Salvia vs. DMT: Differences and Important Effects
Salvia divinorum (sage of the diviners) is an herb that is a member of the sage family and indigenous to two areas of Mexico. The plant has hallucinogenic properties, and it has been used by Native Americans for religious and medical uses for centuries.
The psychoactive ingredient in salvia is known as salvinorin A, a very powerful psychedelic substance. In fact, salvia is reputed to be the most potent naturally occurring psychedelic or hallucinogenic drug with even more potent effects then drugs like mescaline and psilocybin.
At the time of this writing, salvia is not listed as a controlled substance by the United States Drug Enforcement Administration (DEA). It is legal in some states, not legal to use in others, and restricted in other states. The drug is widely available via the Internet. It is typically smoked, brewed into a tea, or the leaves are chewed.
DMT (N, N-dimethyltryptamine) is also a potent hallucinogenic drug that has been used by indigenous peoples (South America) in their religious services. DMT occurs in many indigenous plants in areas of South America, and the most well-known of these is the Ayahuasca plant. DMT can also be manufactured.
The DEA classifies DMT is a Schedule I controlled substance, designating that it has no medicinal utility, has a high potential to be abused, and is likely to produce physical or psychological dependence. Schedule I controlled substances are illegal to own by private individuals and can only be obtained by qualified institutions with governmental permission. Per the DEA, the drug is still available in the United States despite this classification and may be manufactured locally or imported illegally. DMT is commonly smoked, and the leaves of the Ayahuasca plant can be chewed. DMT can be taken orally in pill form when it is manufactured.
Brief Comparison of Effects
According to sources like the National Institute on Drug Abuse (NIDA), hallucinogenic or psychedelic drugs result in powerful changes in an individual’s perception. These drugs often produce hallucinations (perceiving things that are not really there, such as seeing things, hearing things, smelling things, etc., that are not there), the experience of heightened senses (sounds seem more clear, colors brighter, etc.), significant alterations in one’s sense of the passage of time (time moves extremely slow), dissociation (feeling as if one is detached from one’s body or as if things are not real), and other effects, such as delusions, anxiety, panic, or feelings of extreme wellbeing and contentment.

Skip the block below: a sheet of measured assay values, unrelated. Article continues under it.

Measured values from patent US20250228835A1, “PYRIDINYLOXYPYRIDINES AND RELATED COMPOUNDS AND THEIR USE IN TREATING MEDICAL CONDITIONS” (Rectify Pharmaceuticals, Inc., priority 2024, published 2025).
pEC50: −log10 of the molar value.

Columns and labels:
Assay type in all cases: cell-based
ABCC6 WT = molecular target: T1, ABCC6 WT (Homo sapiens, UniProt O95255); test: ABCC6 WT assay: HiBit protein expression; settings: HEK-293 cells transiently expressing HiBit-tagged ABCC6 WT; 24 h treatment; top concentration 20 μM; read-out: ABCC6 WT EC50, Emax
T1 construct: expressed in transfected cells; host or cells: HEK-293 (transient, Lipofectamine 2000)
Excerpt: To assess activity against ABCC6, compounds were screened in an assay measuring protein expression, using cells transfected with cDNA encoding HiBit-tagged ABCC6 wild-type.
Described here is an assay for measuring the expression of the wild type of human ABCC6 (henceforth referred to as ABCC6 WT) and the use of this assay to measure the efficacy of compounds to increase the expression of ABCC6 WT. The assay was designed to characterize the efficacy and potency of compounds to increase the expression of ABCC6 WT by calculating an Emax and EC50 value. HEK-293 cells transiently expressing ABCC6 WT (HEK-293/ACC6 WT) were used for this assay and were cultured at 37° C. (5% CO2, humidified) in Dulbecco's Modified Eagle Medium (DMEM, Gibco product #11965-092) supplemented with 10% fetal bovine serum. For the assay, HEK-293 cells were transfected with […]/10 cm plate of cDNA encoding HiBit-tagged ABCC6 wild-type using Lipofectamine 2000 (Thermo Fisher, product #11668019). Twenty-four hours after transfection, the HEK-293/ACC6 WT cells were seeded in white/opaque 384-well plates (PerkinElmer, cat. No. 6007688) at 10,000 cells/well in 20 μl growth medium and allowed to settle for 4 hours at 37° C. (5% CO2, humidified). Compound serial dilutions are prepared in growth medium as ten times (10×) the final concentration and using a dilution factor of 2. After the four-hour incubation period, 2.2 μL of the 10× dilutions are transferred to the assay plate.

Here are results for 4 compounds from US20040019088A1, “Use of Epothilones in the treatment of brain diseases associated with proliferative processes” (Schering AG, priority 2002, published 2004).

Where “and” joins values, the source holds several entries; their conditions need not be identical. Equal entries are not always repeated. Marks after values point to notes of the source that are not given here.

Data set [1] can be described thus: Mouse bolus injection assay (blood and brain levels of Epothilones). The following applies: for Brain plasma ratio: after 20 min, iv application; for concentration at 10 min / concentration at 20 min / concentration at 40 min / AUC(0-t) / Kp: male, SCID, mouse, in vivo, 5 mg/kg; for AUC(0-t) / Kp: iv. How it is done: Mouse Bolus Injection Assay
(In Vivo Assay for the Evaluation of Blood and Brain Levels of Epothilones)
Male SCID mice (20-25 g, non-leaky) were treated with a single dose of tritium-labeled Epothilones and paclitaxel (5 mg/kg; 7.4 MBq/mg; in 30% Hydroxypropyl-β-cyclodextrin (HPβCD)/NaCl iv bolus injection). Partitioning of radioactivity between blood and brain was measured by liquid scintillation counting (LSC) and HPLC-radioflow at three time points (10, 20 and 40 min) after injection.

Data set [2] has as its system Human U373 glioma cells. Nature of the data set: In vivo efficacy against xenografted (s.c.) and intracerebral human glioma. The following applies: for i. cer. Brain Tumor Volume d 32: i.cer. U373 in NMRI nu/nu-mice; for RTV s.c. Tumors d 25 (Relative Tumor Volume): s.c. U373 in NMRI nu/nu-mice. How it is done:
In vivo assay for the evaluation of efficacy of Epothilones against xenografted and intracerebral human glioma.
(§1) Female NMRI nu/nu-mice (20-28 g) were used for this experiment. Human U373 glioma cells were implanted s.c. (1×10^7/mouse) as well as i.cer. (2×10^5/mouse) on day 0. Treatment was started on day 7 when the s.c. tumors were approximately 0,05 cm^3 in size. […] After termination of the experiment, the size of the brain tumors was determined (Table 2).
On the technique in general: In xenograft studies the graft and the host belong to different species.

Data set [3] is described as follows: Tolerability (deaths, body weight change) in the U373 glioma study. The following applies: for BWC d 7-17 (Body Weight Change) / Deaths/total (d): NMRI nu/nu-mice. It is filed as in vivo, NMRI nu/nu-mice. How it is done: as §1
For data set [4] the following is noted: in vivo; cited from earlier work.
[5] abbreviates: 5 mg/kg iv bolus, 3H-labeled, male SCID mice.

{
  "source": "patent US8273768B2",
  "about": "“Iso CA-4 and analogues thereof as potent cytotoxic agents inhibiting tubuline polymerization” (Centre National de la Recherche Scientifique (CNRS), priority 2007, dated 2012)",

Hallucinogenic drugs like LSD were once very popular with fringe groups, such as hippies or the Beat Generation. They were believed to have mind-expanding properties.
Both salvia and DMT produce similar types of effects that are often the properties of hallucinogenic drugs. The prototypical hallucinogenic drug is LSD, and salvia and DMT produce the types of effects that LSD produces; however, the actual experience that any particular individual has will vary depending on numerous individual differences and environmental factors. The context in which a hallucinogenic drug is used can affect the types of experiences one has while under its influence.
- Sensory distortions that are primarily visual in nature and consist of unusual shapes, patterns, bright lights, and others similar type of visual distortions
- Visual hallucinations that are often cartoonlike
- Euphoria and extreme talkativeness or uncontrollable laughter
- Sensations of motion that can include feelings of being stretched or twisted
- Dissociative effects, such as feeling that one is merging with objects or having out-of-body experiences
- Believing that one is having contact with others in other dimensions
- Believing that one can be in several locations at the same time
- Other types of delusions
The effects associated with DMT include:
- Hallucinations that are most often visual, although other sensory modalities like hearing, touch, taste, and smell may also be affected
- The perception that one’s senses are enhanced